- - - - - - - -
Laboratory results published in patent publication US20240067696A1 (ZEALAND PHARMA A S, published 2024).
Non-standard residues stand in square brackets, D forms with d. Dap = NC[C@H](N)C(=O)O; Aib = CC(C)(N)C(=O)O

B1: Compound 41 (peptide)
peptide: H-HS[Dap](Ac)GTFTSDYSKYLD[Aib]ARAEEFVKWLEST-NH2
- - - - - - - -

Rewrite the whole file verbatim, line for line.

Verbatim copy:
Laboratory results published in patent publication US20240067696A1 (ZEALAND PHARMA A S, published 2024).
Non-standard residues stand in square brackets, D forms with d. Dap = NC[C@H](N)C(=O)O; Aib = CC(C)(N)C(=O)O

B1: Compound 41 (peptide)
peptide: H-HS[Dap](Ac)GTFTSDYSKYLD[Aib]ARAEEFVKWLEST-NH2